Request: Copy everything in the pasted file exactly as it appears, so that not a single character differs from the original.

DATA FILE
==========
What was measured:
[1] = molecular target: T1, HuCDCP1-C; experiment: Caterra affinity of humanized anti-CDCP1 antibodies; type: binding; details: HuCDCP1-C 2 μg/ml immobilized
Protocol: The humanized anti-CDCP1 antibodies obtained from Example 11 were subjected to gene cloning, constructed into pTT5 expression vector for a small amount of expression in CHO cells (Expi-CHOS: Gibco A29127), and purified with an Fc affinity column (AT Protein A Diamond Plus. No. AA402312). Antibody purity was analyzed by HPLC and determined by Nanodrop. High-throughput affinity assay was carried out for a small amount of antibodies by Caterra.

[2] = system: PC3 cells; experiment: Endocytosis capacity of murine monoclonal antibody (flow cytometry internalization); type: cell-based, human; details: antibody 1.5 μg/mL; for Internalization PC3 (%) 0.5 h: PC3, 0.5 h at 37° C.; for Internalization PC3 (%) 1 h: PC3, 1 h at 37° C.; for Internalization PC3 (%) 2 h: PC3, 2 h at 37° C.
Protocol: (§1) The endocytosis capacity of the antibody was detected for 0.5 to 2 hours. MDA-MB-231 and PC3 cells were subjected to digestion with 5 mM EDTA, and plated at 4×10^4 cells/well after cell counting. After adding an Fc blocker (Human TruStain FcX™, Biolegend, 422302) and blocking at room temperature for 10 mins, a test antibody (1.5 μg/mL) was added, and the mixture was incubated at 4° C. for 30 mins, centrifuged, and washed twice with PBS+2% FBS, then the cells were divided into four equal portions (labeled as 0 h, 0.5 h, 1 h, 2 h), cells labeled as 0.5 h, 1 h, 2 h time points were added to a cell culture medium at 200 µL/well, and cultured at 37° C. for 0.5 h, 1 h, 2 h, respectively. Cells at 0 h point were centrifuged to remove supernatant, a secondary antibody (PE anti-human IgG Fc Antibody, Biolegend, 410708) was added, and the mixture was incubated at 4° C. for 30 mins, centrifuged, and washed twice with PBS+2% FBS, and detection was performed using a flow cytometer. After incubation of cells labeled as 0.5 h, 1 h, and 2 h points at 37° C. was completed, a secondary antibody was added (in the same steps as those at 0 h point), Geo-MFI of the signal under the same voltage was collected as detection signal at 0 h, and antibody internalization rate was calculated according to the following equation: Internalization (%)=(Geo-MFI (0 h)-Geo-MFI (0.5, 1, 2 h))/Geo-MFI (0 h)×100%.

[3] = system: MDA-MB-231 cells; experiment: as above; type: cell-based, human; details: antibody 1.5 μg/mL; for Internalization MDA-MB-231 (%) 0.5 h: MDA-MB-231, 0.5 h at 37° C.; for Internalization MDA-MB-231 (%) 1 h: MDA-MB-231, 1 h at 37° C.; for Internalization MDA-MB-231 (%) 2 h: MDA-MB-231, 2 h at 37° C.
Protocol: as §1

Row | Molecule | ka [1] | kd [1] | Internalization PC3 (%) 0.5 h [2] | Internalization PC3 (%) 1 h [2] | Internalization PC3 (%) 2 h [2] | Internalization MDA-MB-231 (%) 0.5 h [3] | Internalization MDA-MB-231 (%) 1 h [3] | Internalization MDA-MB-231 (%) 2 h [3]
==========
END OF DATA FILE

What was measured:
[1] = molecular target: T1, HuCDCP1-C; experiment: Caterra affinity of humanized anti-CDCP1 antibodies; type: binding; details: HuCDCP1-C 2 μg/ml immobilized
Protocol: The humanized anti-CDCP1 antibodies obtained from Example 11 were subjected to gene cloning, constructed into pTT5 expression vector for a small amount of expression in CHO cells (Expi-CHOS: Gibco A29127), and purified with an Fc affinity column (AT Protein A Diamond Plus. No. AA402312). Antibody purity was analyzed by HPLC and determined by Nanodrop. High-throughput affinity assay was carried out for a small amount of antibodies by Caterra.

[2] = system: PC3 cells; experiment: Endocytosis capacity of murine monoclonal antibody (flow cytometry internalization); type: cell-based, human; details: antibody 1.5 μg/mL; for Internalization PC3 (%) 0.5 h: PC3, 0.5 h at 37° C.; for Internalization PC3 (%) 1 h: PC3, 1 h at 37° C.; for Internalization PC3 (%) 2 h: PC3, 2 h at 37° C.
Protocol: (§1) The endocytosis capacity of the antibody was detected for 0.5 to 2 hours. MDA-MB-231 and PC3 cells were subjected to digestion with 5 mM EDTA, and plated at 4×10^4 cells/well after cell counting. After adding an Fc blocker (Human TruStain FcX™, Biolegend, 422302) and blocking at room temperature for 10 mins, a test antibody (1.5 μg/mL) was added, and the mixture was incubated at 4° C. for 30 mins, centrifuged, and washed twice with PBS+2% FBS, then the cells were divided into four equal portions (labeled as 0 h, 0.5 h, 1 h, 2 h), cells labeled as 0.5 h, 1 h, 2 h time points were added to a cell culture medium at 200 µL/well, and cultured at 37° C. for 0.5 h, 1 h, 2 h, respectively. Cells at 0 h point were centrifuged to remove supernatant, a secondary antibody (PE anti-human IgG Fc Antibody, Biolegend, 410708) was added, and the mixture was incubated at 4° C. for 30 mins, centrifuged, and washed twice with PBS+2% FBS, and detection was performed using a flow cytometer. After incubation of cells labeled as 0.5 h, 1 h, and 2 h points at 37° C. was completed, a secondary antibody was added (in the same steps as those at 0 h point), Geo-MFI of the signal under the same voltage was collected as detection signal at 0 h, and antibody internalization rate was calculated according to the following equation: Internalization (%)=(Geo-MFI (0 h)-Geo-MFI (0.5, 1, 2 h))/Geo-MFI (0 h)×100%.

[3] = system: MDA-MB-231 cells; experiment: as above; type: cell-based, human; details: antibody 1.5 μg/mL; for Internalization MDA-MB-231 (%) 0.5 h: MDA-MB-231, 0.5 h at 37° C.; for Internalization MDA-MB-231 (%) 1 h: MDA-MB-231, 1 h at 37° C.; for Internalization MDA-MB-231 (%) 2 h: MDA-MB-231, 2 h at 37° C.
Protocol: as §1

Row | Molecule | ka [1] | kd [1] | Internalization PC3 (%) 0.5 h [2] | Internalization PC3 (%) 1 h [2] | Internalization PC3 (%) 2 h [2] | Internalization MDA-MB-231 (%) 0.5 h [3] | Internalization MDA-MB-231 (%) 1 h [3] | Internalization MDA-MB-231 (%) 2 h [3]